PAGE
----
Bulletstorm (2011) is the sort of epic single-player shooter that’s all about running and gunning through an explosive linear campaign while chewing the fat with some wise-cracking sidekicks. It’s an interesting choice as a VR port; it has the promise of big set pieces and production value that should hold up well even 13 years later, but a lot of the moving parts just don’t fit together well in VR, which is a shame for such a frenetic, action-packed adventure.
Bulletstorm VR Details:
If you’re like me, there’s a good chance you’ve played Bulletstorm before. While it didn’t make a splash on Xbox 360, PC or PS3 back in 2011, developers People Can Fly partnered with Borderlands studio Gearbox in 2017 to bring out a definitive ‘Full Clip’ remastered edition that fared much better among players across PC, PS4, Xbox One, and Nintendo Switch.
If you haven’t played Bulletstorm, here’s the setup: you have to shoot guys because of reasons which aren’t entirely important. What is important though is the skillpoint (SP) system that invites you to make stylish kills. The more stylish you can gank a dude, the higher the SP combo, and the faster you can upgrade the half-dozen guns you come across during the game.
And Bulletstorm’s skillpoint-driven gameplay offers a unique spin on the sort of linear first-person shooter campaign. As much as I wanted to love the VR version though, it just doesn’t hit the same as the flatscreen original. Its expectation of epic, overblown action lacks the sort of fluidity I’d hoped for, which makes it feel significantly more tedious than it ought to be.
Here’s why: the game’s combo system invites quick, frenetic sliding, kicking and shooting. The ideal combo involves using your trusty energy leash to grab an enemy with your non-shooting hand, thereby putting him into slow-mo, then quick kicking and/or shooting him to death—oftentimes into a one-off contraption that gives you a massive bonus, like a giant grinding wheel or pit of molten metal. It’s designed to be a fluid chain of events that eventually get you into a sort of flow state of leashing, kicking and blasting dudes. In a headset though, this feels decidedly more stilted than if it were designed for VR from the ground up, which slows down nearly every interaction to a crawl. More on that in the Immersion section below.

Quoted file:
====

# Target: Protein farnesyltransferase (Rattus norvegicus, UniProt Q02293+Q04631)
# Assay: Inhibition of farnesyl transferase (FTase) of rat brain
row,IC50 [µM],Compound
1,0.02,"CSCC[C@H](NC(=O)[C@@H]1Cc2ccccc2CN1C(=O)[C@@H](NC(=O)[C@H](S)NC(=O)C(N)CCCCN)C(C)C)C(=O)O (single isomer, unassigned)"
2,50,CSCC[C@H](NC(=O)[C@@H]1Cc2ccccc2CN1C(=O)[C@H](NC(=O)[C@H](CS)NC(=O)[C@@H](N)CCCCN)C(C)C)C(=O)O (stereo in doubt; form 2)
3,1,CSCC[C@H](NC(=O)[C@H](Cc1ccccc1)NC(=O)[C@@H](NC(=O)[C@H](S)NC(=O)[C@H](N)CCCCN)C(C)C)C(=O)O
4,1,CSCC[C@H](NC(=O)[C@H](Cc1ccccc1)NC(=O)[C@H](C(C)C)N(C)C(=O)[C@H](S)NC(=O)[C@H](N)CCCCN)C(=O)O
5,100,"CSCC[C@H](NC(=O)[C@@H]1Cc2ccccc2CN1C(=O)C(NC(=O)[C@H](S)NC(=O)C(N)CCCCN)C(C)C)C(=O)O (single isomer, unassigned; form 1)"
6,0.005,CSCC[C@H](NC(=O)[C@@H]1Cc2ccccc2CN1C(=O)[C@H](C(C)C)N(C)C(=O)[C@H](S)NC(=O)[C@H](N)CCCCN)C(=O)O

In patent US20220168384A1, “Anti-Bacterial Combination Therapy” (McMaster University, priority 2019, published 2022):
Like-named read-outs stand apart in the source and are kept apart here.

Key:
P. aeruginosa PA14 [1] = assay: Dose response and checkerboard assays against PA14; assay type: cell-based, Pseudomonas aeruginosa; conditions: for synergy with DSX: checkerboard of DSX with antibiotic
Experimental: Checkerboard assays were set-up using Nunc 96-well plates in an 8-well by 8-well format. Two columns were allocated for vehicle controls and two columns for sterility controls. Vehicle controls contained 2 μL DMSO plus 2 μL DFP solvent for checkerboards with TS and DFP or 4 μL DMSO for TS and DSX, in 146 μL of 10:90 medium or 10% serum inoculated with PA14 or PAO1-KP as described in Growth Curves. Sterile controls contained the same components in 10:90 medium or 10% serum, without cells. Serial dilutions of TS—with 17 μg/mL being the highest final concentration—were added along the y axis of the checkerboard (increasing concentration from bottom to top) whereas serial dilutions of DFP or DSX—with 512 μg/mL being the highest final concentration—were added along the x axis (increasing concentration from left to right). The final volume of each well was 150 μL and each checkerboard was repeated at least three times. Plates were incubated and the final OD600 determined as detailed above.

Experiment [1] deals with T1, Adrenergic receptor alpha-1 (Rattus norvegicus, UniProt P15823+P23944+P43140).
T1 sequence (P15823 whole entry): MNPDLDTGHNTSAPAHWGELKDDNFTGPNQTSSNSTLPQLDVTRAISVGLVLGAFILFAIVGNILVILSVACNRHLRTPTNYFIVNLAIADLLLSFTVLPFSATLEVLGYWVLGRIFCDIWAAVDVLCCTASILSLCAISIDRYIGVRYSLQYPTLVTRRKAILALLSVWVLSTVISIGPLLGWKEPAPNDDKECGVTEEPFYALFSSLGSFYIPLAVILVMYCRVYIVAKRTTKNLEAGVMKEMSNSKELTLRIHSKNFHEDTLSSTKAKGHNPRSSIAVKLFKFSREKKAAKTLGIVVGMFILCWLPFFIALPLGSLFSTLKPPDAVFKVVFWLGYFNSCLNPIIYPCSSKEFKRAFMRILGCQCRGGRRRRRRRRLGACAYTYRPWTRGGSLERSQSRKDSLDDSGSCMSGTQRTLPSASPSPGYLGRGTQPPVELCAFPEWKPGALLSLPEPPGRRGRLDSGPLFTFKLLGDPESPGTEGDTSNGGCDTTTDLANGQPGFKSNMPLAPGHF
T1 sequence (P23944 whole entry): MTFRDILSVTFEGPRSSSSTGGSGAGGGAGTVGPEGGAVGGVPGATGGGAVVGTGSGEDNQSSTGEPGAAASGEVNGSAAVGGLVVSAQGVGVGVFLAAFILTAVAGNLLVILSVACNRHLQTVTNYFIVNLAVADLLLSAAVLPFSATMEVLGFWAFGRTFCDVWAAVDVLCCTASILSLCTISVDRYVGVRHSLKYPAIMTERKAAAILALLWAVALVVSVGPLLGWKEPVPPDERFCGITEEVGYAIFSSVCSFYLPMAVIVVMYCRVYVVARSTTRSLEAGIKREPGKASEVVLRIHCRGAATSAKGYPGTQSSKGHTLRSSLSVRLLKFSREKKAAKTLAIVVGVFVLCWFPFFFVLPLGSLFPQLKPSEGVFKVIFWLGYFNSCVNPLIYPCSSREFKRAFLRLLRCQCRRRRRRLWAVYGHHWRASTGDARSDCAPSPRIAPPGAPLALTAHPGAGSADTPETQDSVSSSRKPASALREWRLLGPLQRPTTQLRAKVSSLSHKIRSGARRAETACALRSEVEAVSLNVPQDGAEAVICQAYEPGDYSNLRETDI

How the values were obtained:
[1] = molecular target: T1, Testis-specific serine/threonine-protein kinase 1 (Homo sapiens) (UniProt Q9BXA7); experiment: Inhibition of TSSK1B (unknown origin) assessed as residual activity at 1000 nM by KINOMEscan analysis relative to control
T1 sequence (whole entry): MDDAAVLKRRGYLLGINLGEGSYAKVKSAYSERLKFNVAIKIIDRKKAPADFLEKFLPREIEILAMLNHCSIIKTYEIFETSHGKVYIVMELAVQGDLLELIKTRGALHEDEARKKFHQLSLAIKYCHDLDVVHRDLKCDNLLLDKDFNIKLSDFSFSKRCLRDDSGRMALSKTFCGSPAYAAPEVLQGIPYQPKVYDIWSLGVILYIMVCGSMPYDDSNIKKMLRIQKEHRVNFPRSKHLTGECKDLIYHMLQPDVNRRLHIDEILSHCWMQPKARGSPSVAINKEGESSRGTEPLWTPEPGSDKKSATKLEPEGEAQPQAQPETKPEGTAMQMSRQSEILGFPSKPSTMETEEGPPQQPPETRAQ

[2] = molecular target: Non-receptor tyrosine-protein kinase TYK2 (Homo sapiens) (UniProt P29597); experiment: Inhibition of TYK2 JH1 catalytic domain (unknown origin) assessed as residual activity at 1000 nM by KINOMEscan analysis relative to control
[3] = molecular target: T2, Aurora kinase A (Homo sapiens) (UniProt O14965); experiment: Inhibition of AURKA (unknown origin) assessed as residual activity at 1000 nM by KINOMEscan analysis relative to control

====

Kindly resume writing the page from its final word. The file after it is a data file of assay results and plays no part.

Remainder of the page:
With development started in 2007, Bulletstorm is undoubtedly a product of its time. At the very beginning of the VR version of the game you get a big disclaimer about the sort of controversial language and adult themes it has, as dialogue is basically unchanged from the original. It’s the sort of banter you’d expect from a 14-year-old in a COD lobby (minus the flagrant racism), so take it for what it is.
Beyond that, the game has definitely aged in terms of ancillary game mechanics. Even on flatscreen, nowadays people crave more involved weapon upgrade systems that give them more control over their shooting experience. In 2024, Bulletstorm’s upgrade system just doesn’t make me feel like the juice is really worth the squeeze when it comes to executing artful kills. Earning that SP and spending it to max out guns magazine capacity and secondary charge ability—the only two upgradeable elements of any gun—just doesn’t feel sufficiently rewarding to make me really want to engage with the system at all in any meaningful way. Sure, it’s cool to toss a dude into a giant grind wheel or vat of molten metal, but if it doesn’t consistently reward you beyond the first initial wow-factor, then you’ll be less inclined to seek out those moments throughout the five-hour campaign.